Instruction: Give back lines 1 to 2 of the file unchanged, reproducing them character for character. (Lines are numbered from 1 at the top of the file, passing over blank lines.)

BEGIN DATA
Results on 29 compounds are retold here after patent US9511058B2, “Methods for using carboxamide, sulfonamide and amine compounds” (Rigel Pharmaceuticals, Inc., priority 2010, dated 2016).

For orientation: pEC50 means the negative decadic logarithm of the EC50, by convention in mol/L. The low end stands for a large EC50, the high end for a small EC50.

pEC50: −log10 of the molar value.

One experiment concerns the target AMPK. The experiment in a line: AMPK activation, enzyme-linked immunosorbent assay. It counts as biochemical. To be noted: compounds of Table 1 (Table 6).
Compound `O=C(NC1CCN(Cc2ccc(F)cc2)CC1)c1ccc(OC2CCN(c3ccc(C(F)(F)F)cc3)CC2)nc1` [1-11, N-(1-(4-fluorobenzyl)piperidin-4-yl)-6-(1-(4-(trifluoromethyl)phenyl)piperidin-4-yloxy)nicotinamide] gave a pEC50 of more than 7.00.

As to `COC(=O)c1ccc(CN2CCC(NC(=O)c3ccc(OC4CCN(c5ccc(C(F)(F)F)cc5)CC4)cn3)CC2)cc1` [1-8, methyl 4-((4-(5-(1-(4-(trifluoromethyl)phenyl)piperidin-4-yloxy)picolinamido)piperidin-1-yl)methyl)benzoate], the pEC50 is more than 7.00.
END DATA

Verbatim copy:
Results on 29 compounds are retold here after patent US9511058B2, “Methods for using carboxamide, sulfonamide and amine compounds” (Rigel Pharmaceuticals, Inc., priority 2010, dated 2016).

For orientation: pEC50 means the negative decadic logarithm of the EC50, by convention in mol/L. The low end stands for a large EC50, the high end for a small EC50.